Format

Send to

Choose Destination
Psychol Aging. 1992 Dec;7(4):643-53.

Aging, exercise, and attention.

Author information

1
Office of Naval Research, Arlington, Virginia 22217.

Abstract

The authors investigated the relationship among aging, attentional processes, and exercise in 2 experiments. First they examined age differences on 2 attentional tasks, a time-sharing task and an attentional flexibility task. Young adults alternated attention between 2 sequenced tasks more rapidly and time-shared the processing of 2 tasks more efficiently than older adults. They then investigated the effects of aerobic exercise on the same 2 attentional tasks in older adults. Following the 10-week exercise program, older exercisers showed substantially more improvement in alternation speed and time-sharing efficiency than older controls. Interestingly, this exercise effect was specific to dual-task processing. Both groups of subjects showed equivalent effects on single-task performance. These results indicate that aerobic exercise can exert a beneficial influence on the efficiency of at least 2 different attentional processes in older adults.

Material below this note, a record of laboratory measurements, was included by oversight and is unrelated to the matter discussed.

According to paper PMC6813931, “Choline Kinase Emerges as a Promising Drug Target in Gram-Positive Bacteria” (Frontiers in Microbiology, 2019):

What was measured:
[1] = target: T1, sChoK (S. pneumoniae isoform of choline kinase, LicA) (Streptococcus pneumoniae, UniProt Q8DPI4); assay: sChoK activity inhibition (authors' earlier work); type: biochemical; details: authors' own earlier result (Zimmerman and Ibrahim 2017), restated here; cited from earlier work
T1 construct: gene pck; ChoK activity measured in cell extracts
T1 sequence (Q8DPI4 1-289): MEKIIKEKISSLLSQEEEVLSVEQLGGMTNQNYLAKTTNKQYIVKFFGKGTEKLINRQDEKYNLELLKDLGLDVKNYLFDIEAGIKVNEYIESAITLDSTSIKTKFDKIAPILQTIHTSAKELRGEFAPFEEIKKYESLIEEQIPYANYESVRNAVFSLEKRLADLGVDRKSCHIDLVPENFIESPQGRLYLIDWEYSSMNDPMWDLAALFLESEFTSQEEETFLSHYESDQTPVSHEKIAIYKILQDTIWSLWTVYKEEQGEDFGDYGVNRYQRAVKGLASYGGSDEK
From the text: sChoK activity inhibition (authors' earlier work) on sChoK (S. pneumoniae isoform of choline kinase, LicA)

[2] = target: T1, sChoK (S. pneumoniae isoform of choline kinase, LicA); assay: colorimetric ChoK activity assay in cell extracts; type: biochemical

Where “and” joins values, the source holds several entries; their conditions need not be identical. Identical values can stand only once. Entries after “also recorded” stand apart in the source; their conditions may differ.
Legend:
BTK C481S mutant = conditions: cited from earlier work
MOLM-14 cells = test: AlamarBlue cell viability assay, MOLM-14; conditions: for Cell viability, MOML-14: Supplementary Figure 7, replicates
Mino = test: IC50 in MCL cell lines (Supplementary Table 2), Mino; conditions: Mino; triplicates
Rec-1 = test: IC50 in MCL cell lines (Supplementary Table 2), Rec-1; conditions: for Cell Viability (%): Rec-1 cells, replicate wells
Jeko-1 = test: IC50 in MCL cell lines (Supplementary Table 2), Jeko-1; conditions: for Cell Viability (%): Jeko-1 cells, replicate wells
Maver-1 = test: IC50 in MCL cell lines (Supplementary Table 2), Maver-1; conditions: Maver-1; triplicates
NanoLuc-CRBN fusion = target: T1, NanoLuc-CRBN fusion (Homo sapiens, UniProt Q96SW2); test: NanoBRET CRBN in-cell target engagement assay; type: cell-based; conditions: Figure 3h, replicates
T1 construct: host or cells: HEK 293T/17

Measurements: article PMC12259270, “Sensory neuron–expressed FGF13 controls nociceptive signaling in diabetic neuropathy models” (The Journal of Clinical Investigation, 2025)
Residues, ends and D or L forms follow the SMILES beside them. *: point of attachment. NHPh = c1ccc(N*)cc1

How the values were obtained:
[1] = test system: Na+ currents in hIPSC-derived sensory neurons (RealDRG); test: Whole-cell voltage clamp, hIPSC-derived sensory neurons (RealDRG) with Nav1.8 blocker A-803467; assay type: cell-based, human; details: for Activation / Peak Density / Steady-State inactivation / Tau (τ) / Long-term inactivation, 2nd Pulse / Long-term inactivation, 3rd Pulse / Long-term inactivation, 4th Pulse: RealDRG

PMID:
1466833
[Indexed for MEDLINE]

Supplemental Content

Full text links

Icon for American Psychological Association
Loading ...
Support Center